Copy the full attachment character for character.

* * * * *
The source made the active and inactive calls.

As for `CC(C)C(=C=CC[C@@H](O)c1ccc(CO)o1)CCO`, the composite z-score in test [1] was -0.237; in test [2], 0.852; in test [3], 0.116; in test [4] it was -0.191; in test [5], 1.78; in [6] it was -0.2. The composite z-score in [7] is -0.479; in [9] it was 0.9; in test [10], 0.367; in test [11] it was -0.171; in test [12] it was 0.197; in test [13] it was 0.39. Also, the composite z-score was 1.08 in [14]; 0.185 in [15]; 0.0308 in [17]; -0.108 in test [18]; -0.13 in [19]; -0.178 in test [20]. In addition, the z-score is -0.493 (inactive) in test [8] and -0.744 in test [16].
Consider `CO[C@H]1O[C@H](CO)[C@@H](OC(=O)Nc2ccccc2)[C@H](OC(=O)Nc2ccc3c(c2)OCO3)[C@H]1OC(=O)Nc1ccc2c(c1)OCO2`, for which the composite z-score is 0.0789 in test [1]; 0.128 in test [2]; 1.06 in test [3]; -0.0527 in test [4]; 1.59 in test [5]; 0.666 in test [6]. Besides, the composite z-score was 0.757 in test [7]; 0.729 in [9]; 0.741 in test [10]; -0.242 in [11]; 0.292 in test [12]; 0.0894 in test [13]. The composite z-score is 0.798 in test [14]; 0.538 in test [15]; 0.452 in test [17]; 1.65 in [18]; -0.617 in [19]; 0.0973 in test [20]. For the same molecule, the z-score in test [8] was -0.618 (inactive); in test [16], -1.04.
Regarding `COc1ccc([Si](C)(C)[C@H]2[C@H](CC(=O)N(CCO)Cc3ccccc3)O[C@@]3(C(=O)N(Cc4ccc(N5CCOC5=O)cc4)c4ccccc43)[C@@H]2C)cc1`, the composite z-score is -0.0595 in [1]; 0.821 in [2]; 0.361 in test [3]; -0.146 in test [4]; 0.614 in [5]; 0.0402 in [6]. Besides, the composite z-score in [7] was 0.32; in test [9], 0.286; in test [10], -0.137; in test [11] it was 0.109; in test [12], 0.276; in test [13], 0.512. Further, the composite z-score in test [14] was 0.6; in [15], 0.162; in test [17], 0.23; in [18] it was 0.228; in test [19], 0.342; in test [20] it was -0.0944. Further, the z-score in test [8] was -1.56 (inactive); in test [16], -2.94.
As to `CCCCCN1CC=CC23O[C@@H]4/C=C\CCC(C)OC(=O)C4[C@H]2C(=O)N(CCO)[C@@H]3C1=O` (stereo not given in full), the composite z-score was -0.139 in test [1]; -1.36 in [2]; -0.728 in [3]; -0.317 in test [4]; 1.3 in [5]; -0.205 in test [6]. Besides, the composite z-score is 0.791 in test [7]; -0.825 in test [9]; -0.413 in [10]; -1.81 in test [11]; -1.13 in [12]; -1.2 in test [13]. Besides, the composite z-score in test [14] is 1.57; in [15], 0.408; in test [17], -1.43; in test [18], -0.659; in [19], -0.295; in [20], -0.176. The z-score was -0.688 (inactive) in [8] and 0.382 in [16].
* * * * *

The source made the active and inactive calls.

As for `CC(C)C(=C=CC[C@@H](O)c1ccc(CO)o1)CCO`, the composite z-score in test [1] was -0.237; in test [2], 0.852; in test [3], 0.116; in test [4] it was -0.191; in test [5], 1.78; in [6] it was -0.2. The composite z-score in [7] is -0.479; in [9] it was 0.9; in test [10], 0.367; in test [11] it was -0.171; in test [12] it was 0.197; in test [13] it was 0.39. Also, the composite z-score was 1.08 in [14]; 0.185 in [15]; 0.0308 in [17]; -0.108 in test [18]; -0.13 in [19]; -0.178 in test [20]. In addition, the z-score is -0.493 (inactive) in test [8] and -0.744 in test [16].
Consider `CO[C@H]1O[C@H](CO)[C@@H](OC(=O)Nc2ccccc2)[C@H](OC(=O)Nc2ccc3c(c2)OCO3)[C@H]1OC(=O)Nc1ccc2c(c1)OCO2`, for which the composite z-score is 0.0789 in test [1]; 0.128 in test [2]; 1.06 in test [3]; -0.0527 in test [4]; 1.59 in test [5]; 0.666 in test [6]. Besides, the composite z-score was 0.757 in test [7]; 0.729 in [9]; 0.741 in test [10]; -0.242 in [11]; 0.292 in test [12]; 0.0894 in test [13]. The composite z-score is 0.798 in test [14]; 0.538 in test [15]; 0.452 in test [17]; 1.65 in [18]; -0.617 in [19]; 0.0973 in test [20]. For the same molecule, the z-score in test [8] was -0.618 (inactive); in test [16], -1.04.
Regarding `COc1ccc([Si](C)(C)[C@H]2[C@H](CC(=O)N(CCO)Cc3ccccc3)O[C@@]3(C(=O)N(Cc4ccc(N5CCOC5=O)cc4)c4ccccc43)[C@@H]2C)cc1`, the composite z-score is -0.0595 in [1]; 0.821 in [2]; 0.361 in test [3]; -0.146 in test [4]; 0.614 in [5]; 0.0402 in [6]. Besides, the composite z-score in [7] was 0.32; in test [9], 0.286; in test [10], -0.137; in test [11] it was 0.109; in test [12], 0.276; in test [13], 0.512. Further, the composite z-score in test [14] was 0.6; in [15], 0.162; in test [17], 0.23; in [18] it was 0.228; in test [19], 0.342; in test [20] it was -0.0944. Further, the z-score in test [8] was -1.56 (inactive); in test [16], -2.94.
As to `CCCCCN1CC=CC23O[C@@H]4/C=C\CCC(C)OC(=O)C4[C@H]2C(=O)N(CCO)[C@@H]3C1=O` (stereo not given in full), the composite z-score was -0.139 in test [1]; -1.36 in [2]; -0.728 in [3]; -0.317 in test [4]; 1.3 in [5]; -0.205 in test [6]. Besides, the composite z-score is 0.791 in test [7]; -0.825 in test [9]; -0.413 in [10]; -1.81 in test [11]; -1.13 in [12]; -1.2 in test [13]. Besides, the composite z-score in test [14] is 1.57; in [15], 0.408; in test [17], -1.43; in test [18], -0.659; in [19], -0.295; in [20], -0.176. The z-score was -0.688 (inactive) in [8] and 0.382 in [16].